Summary and book reviews of The Blood of Flowers by Anita Amirrezvani

The Blood of Flowers

A Novel

by Anita Amirrezvani

The Blood of Flowers
  • Critics' Opinion:

    Readers' Opinion:

  • First Published:
    Jun 2007, 384 pages
    Paperback:
    May 2008, 400 pages

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Book Summary

In 17th-century Persia, a young woman and her mother find themselves alone and without a dowry. Forced into a secret marriage to a wealthy man, the young woman is faced with a daunting decision: forsake her own dignity, or risk everything she has in an effort to create a new life.

In 17th-century Persia, a 14-year-old woman believes she will be married within the year. But when her beloved father dies, she and her mother find themselves alone and without a dowry. With nowhere else to go, they are forced to sell the brilliant turquoise rug the young woman has woven to pay for their journey to Isfahan, where they will work as servants for her uncle, a rich rug designer in the court of the legendary Shah Abbas the Great.

Despite her lowly station, the young woman blossoms as a brilliant designer of carpets, a rarity in a craft dominated by men. But while her talent flourishes, her prospects for a happy marriage grow dim. Forced into a secret marriage to a wealthy man, the young woman finds herself faced with a daunting decision: forsake her own dignity, or risk everything she has in an effort to create a new life.

CHAPTER ONE

In the spring of the year that I was supposed to be married, a comet launched itself over the skies of my village. It was brighter than any comet we had ever seen, and more evil. Night after night, as it crawled across our skies spraying its cold white seeds of sorrow, we tried to decipher the fearsome messages of the stars. Hajj Ali, the most learned man in our village, traveled to Isfahan to fetch a copy of the chief astronomer’s almanac so we would know what calamities to expect.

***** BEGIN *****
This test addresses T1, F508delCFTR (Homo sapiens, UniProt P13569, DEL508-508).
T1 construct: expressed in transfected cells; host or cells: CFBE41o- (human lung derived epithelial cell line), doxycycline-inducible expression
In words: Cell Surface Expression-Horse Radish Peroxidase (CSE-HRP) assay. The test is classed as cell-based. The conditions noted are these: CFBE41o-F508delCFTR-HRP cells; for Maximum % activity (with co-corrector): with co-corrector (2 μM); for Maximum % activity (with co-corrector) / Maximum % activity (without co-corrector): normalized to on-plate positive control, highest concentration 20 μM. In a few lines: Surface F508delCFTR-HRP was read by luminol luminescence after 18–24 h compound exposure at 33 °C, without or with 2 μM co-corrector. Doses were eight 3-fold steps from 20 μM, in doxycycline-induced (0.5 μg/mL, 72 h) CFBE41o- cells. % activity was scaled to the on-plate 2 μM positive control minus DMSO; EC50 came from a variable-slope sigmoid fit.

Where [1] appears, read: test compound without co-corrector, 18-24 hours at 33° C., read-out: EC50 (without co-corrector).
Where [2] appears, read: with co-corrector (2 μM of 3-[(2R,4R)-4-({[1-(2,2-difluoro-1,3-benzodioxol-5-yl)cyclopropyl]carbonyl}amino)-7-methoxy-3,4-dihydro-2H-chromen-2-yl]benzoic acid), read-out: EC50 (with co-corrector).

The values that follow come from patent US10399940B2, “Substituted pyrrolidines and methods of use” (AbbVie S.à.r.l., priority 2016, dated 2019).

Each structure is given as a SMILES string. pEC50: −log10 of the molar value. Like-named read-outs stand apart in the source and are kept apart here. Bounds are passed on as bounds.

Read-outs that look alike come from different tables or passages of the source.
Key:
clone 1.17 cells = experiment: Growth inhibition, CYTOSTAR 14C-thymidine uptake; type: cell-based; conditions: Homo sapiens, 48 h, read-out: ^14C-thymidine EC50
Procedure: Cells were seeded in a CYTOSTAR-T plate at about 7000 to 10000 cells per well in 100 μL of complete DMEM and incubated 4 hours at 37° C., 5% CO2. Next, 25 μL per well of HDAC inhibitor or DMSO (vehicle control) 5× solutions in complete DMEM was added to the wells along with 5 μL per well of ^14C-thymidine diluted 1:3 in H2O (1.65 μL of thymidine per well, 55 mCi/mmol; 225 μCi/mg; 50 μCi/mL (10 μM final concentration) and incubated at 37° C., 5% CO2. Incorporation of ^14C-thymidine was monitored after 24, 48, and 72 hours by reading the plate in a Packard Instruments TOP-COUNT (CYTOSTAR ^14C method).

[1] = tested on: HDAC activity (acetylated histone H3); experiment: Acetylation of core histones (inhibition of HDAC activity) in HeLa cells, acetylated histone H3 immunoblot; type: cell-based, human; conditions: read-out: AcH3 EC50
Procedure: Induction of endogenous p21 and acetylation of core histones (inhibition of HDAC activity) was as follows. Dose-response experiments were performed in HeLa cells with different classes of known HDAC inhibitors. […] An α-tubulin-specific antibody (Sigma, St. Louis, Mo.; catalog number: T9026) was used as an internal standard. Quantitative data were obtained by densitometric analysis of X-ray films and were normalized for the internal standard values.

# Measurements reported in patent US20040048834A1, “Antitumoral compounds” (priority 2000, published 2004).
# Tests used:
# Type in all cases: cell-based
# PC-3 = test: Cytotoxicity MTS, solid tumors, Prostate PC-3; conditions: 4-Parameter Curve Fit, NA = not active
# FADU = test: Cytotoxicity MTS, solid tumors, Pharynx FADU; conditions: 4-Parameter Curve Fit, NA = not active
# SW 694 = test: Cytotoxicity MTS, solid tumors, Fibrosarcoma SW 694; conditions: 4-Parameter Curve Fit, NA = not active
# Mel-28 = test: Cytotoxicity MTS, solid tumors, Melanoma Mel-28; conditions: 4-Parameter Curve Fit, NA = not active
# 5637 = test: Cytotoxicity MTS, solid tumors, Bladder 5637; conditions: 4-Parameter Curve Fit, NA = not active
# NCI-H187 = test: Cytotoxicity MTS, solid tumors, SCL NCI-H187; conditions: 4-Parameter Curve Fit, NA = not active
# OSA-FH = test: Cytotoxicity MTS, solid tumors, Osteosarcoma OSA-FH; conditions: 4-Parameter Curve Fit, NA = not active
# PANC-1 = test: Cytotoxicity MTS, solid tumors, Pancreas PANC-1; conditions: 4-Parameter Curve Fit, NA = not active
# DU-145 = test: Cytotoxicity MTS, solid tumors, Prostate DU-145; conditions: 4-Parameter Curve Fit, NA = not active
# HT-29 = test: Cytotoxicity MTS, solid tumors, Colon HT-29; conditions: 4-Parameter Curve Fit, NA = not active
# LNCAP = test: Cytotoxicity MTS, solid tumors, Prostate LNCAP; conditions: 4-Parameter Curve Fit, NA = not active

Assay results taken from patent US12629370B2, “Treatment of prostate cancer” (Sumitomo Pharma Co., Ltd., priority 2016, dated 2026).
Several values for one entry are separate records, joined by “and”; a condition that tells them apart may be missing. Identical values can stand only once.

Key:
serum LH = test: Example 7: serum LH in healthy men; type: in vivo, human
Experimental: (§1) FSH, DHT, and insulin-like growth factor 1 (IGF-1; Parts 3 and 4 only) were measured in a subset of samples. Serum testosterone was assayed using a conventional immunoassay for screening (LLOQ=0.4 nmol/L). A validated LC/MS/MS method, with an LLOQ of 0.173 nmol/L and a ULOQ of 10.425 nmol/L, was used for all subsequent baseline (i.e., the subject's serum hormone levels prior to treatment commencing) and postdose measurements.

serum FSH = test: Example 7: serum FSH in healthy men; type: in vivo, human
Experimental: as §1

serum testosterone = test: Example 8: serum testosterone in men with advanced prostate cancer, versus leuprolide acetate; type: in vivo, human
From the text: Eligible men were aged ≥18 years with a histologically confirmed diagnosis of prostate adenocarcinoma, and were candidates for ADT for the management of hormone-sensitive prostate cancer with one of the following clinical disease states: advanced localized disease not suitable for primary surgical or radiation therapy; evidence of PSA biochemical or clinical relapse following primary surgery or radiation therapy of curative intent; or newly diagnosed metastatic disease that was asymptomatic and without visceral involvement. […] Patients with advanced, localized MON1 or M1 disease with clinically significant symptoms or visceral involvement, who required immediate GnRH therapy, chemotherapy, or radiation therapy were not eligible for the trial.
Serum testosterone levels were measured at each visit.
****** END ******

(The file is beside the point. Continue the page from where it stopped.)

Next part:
The evening he returned, the people of my village began assembling outside to listen to the predictions for the months ahead. My parents and I stood near the old cypress, the only tree in our village, which was decorated with strips of cloth marking people’s vows. Everyone was looking upward at the stars, their chins pointing toward the sky, their faces grave. I was small enough to see under Hajj Ali’s big white beard, which looked like a tuft of desert scrub. My mother, ...

Please be aware that this discussion guide may contain spoilers!
Questions and topics for discussion
  1. What is the significance of the novel's title? What does it mean in terms of both the narrator and the story itself?
  2. How would you describe the author's writing style, and what do you think this style brings to the novel? Did you find anything striking or unusual about the way the story unfolds? Did it remind you of anything you have read before?
  3. How much did you know about Iranian history and culture before reading this book? Did anything in the story strike you as completely unlike — or surprisingly reminiscent of — our lives today? What do you think you gain from reading a novel about a period in history, as opposed to a nonfiction historical account?
  4. The author decided ...
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Reviews

BookBrowse Review

BookBrowse